How Bob Dylan let Frank Zappa down

Bob Dylan

Artists draw inspiration from a variety of sources, each of which leaves its imprint on their creative expression. Many musicians find inspiration in the genres they pursue or the instruments they use. But Bob Dylan is unique. His influence goes beyond mere musical preferences. It provides people with more than just a genre. But also a topic for conversation, a new way of thinking, and a unique approach to creating music. The allure of Dylan’s influence reached far and wide. It captivated people from all over the world and even iconic figures like Frank Zappa were swept up in the cultural phenomenon.

Bob Dylan’s ability to highlight societal injustices while remaining poetic and concise was a shining light for many musicians. “Bob Dylan is the father of my country,” said Bruce Springsteen, one of music’s most influential songwriters and performers. Zappa admired Dylan so much that he almost quit playing music before he had even begun. It was because Dylan had essentially finished it.

“When I heard ‘Like a Rolling Stone,’ I wanted to leave the music business,” Zappa explained. It’s because I felt [that] if this wins and does what it’s supposed to do, I don’t need to do anything else… But it had no effect. It sold, but nobody responded to it in the way that they should have.”

In two ways, ‘Like a Rolling Stone’ influenced Zappa. For starters, it inspired him to create more political and observational music. He wrote about the world around him, and it was no doubt Dylan’s influence that inspired him to do so. On the other hand, the reaction to ‘Like a Rolling Stone’ made Zappa believe he was fighting a losing battle. So he experimented with his sound more. And it granted him poetic license to be as unique as his mind would allow.

To summarize, Frank Zappa, like many other musicians, would not exist without Bob Dylan. But that doesn’t mean Zappa unquestioningly loved everything the musician released. Quite the opposite, as one of Dylan’s later releases rubbed the musician the wrong way.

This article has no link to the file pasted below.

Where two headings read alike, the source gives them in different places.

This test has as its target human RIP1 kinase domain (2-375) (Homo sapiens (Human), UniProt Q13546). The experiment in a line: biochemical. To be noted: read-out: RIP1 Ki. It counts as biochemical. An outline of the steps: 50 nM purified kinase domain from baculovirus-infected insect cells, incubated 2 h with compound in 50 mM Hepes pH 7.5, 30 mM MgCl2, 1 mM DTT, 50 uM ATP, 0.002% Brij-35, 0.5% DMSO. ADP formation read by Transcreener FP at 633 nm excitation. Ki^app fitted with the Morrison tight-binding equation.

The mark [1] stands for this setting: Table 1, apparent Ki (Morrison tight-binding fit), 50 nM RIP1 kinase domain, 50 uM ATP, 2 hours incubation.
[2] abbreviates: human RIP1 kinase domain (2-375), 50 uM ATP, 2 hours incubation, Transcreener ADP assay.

Zappa believed Dylan began to drift away from his responsibilities. He began to embody what he disliked about America: commercialism… and cowboys. According to Nigey Lennon, “he had an instinctive hatred of almost everything America, especially cowboys.”

“Art is moving closer to commercialism,” Zappa said in response. And the two shall never meet.” As a result, when Dylan released Blonde on Blonde. Zappa’s subsequent disapproval would have had less to do with the actual sound of the album. And it had more to do with Dylan’s previous inspiration for Zappa steadily dwindling.

Highway 61Revisited was good,” Zappa said. “But then we got Blonde on Blonde, and it started sounding like cowboy music.” You know how I feel about cowboy music.”

Dylan laid the groundwork for his abandonment when he became iconic and connected with so many people. He wrote in a way that spoke to people on levels deeper than the surface. It was with fans interpreting what his songs meant to them on a personal level rather than simply listening to what Dylan was saying. As a result, when he released anything that didn’t align with that personal meaning, it was easy for fans to disconnect. This seems to be what happened with Zappa, given how difficult it is to call Blond on Blonde a country album.

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